Wednesday, April 25, 2007


I just returned from Charlotte, North Carolina, yesterday. It was a gorgeous time--azaleas in bloom, lawns bright green, poplar blossoms dropping in your path. As ever, I was searching for history.

As I said in my previous blog, April should be Civil War Month. While in the Queen City, I searched for evidence of Jefferson and Varina Davis. Varina sought refuge in Charlotte after fleeing Richmond, actually set up housekeeping for about a week before she and her children were forced to continue south. Jeff followed her, a scant few days later. It was here that that the Confederate President learned of the assassination of President Lincoln. The marker pictured above is on the corner of 4th and Tryon Streets, smack in the middle of downtown.

Varina wrote of hearing of Lincoln's death, as she and her husband were travelling separately:

A courier arrived with the news that General Johnston's army were engaged in the preliminary arrangements for surrender. He also informed me of Mr. Davis's arrival in Charlotte, and of the announcement made to him there of the assassination of Mr. Lincoln. I burst into tears, the first I had shed, which flowed from the mingling of sorrow for the family of Mr. Lincoln, and a thorough realization of the inevitable results to the Confederates, now that they were at the mercy of the Federals.

Davis himself had said it was the worst blow that could befall the Confederacy, coming at this time. Both the Davises were well aware that Yankees would be inflamed by the news.

A few blocks away, I found the sign on the above right, marking the last full meeting of the Confederate cabinet. Sadly, the house Varina rented has been razed and the coliseum occupies the spot.

To my great delight, however, the home where Western film star Randolph Scott is still standing (left), and is being remodeled for "a young family." I went inside and visited with the guys who were refinishing the floors. It is a beautiful neighborhood, not far from where my daughter now lives. I hope to return and it is my fervent hope that the young family that will make this their home appreciates the movie star who lived here so many years before them.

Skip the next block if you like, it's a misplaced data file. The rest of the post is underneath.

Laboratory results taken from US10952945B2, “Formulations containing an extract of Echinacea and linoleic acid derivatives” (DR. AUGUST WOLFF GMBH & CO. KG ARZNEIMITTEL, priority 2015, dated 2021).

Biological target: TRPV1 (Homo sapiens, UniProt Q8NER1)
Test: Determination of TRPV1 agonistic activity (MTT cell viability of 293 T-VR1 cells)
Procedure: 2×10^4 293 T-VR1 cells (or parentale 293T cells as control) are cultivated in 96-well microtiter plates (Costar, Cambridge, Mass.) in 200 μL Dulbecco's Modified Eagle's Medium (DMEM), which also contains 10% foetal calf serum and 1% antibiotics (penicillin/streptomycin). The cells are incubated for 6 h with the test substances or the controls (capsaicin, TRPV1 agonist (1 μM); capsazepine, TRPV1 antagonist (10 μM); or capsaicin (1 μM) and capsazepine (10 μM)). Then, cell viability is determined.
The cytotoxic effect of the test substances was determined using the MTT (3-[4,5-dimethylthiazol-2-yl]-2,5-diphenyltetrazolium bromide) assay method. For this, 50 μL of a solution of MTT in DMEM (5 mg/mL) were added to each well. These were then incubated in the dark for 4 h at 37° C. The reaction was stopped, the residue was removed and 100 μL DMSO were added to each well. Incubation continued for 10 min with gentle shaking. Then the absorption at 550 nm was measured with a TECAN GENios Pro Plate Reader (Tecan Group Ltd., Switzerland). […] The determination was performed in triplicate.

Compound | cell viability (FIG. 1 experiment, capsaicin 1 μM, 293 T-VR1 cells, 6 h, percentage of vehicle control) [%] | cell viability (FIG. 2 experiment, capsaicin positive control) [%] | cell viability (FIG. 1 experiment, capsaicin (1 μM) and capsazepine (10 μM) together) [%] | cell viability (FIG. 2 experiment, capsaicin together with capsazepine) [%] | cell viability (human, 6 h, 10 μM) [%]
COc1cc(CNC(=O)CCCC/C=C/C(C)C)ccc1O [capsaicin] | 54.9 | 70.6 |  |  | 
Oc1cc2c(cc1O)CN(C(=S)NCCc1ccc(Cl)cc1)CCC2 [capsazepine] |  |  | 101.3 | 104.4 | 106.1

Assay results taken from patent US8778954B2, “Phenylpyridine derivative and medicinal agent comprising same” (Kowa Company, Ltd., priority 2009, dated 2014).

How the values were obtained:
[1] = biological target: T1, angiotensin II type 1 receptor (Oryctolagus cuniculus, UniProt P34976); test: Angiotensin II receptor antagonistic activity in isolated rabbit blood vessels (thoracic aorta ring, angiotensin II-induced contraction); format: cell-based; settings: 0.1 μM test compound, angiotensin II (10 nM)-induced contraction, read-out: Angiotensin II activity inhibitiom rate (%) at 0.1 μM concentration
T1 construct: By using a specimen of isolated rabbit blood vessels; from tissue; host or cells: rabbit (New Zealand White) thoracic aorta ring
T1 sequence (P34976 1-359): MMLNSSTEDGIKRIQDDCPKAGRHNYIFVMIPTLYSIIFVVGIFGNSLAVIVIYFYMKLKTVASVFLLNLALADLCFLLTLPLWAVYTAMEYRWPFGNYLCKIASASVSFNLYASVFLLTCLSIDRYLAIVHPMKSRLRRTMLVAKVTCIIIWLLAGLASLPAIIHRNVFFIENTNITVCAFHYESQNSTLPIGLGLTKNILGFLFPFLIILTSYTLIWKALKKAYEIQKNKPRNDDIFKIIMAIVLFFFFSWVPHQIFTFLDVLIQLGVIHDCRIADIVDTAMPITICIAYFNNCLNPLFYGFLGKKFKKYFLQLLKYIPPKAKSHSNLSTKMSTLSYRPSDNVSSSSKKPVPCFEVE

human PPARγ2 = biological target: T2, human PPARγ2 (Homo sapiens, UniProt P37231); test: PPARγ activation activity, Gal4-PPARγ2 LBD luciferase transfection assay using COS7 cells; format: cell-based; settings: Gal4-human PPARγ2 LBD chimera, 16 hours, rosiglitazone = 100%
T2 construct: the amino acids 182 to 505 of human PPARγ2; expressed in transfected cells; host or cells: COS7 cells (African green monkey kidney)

It was a thoroughly satisfying trip.

Speaking of Jeff . . . .

Restoration begins next week on Beauvoir (below), the Biloxi home of Jefferson Davis that was nearly destroyed by Hurricane Katrina. Officials hope to have the residence repaired in time for the 200th anniversary of Davis's birth on June 3, 2008.

"The skill and knowledge that goes into restoration work of historic buildings is unbelievable, as we've learned in interviewing craftsmen and specialists," Richard Forte Sr. told the Associated Press. Forte, of Hattiesburg, is Beauvoir's acting director and chairman of Beauvoir's boards of trustees and directors.

The Lathan Company of Mobile is the contractor for the restoration, which is expected to cost $3.9 million. Beauvoir received flood insurance but is in litigation with its wind policy. Beauvoir will be rebuilt first, followed by repairs to the adjacent library.

Forte said Gov. Haley Barbour and other local and state officials are expected to be on hand on May 3 when the restoration is launched.

Beauvoir was hit by a nine-foot wall of water when Katrina roared ashore. The home, built in 1852, had survived 21 hurricanes before Katrina, but the Aug. 29, 2005, storm nearly destroyed the popular beachfront tourist attraction. Katrina shredded Beauvoir's roof, front porch, chimneys and pillars and flooded the elevated interior with about a foot of water. The hurricane also damaged a library, museum and other structures on the 52-acre property and swept away about one third of Beauvoir's artifacts, including some of Davis' manuscripts and roughly $250,000 worth of Confederate currency.

The Mississippi Sons of the Confederate Veterans operate the estate as a museum to the life and times of the Confederate president.

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